Everyone wants to know when the latest painful decline in the stock market will end. Yet the answer to that question has virtually no value, compared to the much more important issue behind it: When will markets start to function properly again?

In ordinary times, you can count on the stock market to value shares with some degree of accuracy. Sure, extremes in sentiment -- both optimistic and pessimistic -- are nothing new, and have often sent stock prices moving wildly in one direction or the other. But for the most part, buyers and sellers have the same information about what's going on with companies and the overall economy. They draw their own conclusions and trade accordingly.

Now, however, we're in an information vacuum -- and have been for months. Although we know the government has committed trillions of dollars toward solving the problems in the economy, we know very little about exactly how those problems will get solved. Company news releases no longer seem very credible, the latest example being General Electric's (NYSE:GE) about-face in deciding to cut its dividend -- when its CEO had said hardly a month before that it would maintain its payout.

When investors don't know enough and can't trust what anyone's telling them, it's no wonder they don't want to bid share prices up. When will we get out of this mess?

Some say the world will end in fire...
To call a true bottom, many analysts want to see signs of capitulation -- a final flareout in which the last true believers in the stock market finally admit that they're wrong and sell everything they own for whatever price they can get. Only a dramatic end can mark the market's final low.

Hard as it may be to believe after nearly a 25% drop so far in 2009, those looking for the market's last gasp haven't seen the typical signs they look for. After spiking to record high levels in November, the volatility index has settled back in recent months. And even though the so-called fear index typically rises as stocks fall, it's still more than 35% below where it was in November.

That bodes ill for the future, since the market fell 25% from Nov. 4 to Nov. 20. To send the volatility index back toward its highs, you'd probably have to see a similar short-term drop from February's highs, which would likely require at least a bit more of a drop from here.

...some say in ice.
Other investors believe that a bottom could come without a dramatic capitulation. Since so many are looking for one, what would confound the most people would be a slow, drawn-out process in which investors steadily give up hope of any quick rebound.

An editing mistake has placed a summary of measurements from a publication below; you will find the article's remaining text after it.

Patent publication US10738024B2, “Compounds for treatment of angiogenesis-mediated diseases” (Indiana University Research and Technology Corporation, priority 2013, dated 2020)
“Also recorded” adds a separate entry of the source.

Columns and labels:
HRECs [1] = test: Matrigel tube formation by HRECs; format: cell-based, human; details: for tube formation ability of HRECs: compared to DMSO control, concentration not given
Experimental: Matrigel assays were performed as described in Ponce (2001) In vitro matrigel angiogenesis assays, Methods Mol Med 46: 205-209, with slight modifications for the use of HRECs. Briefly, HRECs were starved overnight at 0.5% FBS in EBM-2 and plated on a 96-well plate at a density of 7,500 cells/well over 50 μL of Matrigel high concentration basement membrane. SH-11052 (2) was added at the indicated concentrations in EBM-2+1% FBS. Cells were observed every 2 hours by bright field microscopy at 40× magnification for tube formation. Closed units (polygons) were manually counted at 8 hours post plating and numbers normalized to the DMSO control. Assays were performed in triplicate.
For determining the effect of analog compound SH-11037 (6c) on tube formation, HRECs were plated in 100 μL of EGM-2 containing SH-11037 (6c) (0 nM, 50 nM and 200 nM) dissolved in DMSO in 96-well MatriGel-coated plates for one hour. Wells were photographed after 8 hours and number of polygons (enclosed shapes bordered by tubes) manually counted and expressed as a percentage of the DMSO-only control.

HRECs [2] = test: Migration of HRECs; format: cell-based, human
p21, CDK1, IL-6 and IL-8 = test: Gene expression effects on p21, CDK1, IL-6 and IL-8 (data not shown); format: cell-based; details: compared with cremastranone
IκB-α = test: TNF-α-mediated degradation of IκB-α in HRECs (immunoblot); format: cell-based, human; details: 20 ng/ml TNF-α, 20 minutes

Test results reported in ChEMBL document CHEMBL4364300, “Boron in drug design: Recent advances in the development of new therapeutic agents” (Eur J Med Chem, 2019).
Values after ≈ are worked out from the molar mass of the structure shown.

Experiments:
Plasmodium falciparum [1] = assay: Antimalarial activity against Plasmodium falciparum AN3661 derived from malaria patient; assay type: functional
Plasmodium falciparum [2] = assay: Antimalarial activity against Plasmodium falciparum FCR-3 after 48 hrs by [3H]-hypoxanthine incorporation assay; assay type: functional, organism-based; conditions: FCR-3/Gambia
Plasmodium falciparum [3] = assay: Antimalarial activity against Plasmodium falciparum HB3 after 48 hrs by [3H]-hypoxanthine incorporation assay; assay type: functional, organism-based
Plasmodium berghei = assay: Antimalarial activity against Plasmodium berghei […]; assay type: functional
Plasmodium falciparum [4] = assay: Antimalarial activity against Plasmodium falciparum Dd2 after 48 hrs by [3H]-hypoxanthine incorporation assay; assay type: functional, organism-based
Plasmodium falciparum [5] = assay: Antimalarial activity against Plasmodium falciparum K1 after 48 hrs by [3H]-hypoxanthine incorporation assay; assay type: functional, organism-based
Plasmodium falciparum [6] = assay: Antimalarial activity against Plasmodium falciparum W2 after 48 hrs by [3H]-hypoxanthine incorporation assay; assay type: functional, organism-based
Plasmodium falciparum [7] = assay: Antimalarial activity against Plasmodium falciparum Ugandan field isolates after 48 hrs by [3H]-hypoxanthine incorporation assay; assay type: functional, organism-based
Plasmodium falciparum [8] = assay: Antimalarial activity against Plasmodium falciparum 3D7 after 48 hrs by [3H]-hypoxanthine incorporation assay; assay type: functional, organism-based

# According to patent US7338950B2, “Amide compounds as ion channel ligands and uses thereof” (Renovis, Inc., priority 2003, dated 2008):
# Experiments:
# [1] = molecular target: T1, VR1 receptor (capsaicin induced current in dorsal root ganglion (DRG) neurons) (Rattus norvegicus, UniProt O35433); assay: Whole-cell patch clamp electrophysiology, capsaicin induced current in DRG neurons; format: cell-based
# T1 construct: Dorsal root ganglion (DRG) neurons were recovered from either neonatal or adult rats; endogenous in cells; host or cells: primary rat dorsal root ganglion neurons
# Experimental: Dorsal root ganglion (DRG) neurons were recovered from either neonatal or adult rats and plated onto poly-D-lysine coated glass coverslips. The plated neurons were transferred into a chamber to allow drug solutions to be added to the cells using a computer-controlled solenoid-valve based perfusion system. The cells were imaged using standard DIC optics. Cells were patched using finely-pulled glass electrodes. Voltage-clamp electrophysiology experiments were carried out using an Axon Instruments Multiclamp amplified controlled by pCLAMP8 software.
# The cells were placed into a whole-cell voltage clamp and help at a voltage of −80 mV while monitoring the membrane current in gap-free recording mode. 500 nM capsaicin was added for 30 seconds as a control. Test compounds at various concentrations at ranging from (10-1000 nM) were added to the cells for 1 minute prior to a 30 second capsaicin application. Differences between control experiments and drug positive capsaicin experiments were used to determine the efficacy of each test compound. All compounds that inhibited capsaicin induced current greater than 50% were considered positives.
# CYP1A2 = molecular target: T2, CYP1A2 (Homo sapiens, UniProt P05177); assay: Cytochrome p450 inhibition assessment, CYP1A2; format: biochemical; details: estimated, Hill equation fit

Proponents of this theory point to the stunned, almost paralyzed state that many investors are in right now. Having lost so much money and finding themselves in uncharted waters, they don't know what to do -- so they do nothing, and slowly give up interest in the future of their investments.

Based on my own experience in speaking with investors, I think this latter possibility seems more likely. And if it proves true, we might have to suffer through conditions like these for a while.

What to do
But smart investors can still profit. You may be best served sticking with what has worked over the past year: buying reasonably priced defensive stocks that can weather a severe recession. Below are some examples:

Stock

Beta

1-Year Return

Family Dollar (NYSE:FDO)

0.04

61.6%

AutoZone (NYSE:AZO)

0.51

34.1%

McDonald's (NYSE:MCD)

0.80

(1.1%)

Amgen (NASDAQ:AMGN)

0.32

6.7%

H&R Block (NYSE:HRB)

0.98

(0.1%)

Wal-Mart (NYSE:WMT)

0.26

1.3%

Source: Yahoo! Finance.

Eventually, the downturn will end. But waiting for an official announcement that will only come months after the fact is likely only to cost you money. The better course of action is to figure out your strategy now and move forward -- regardless of what comes next.

For more on investing for the long haul, read about:

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Fool contributor Dan Caplinger gave up waiting for capitulation a long time ago. He owns shares of General Electric. Wal-Mart is a Motley Fool Inside Value pick. Try any of our Foolish newsletters today, free for 30 days. The Fool's disclosure policy waits for no one.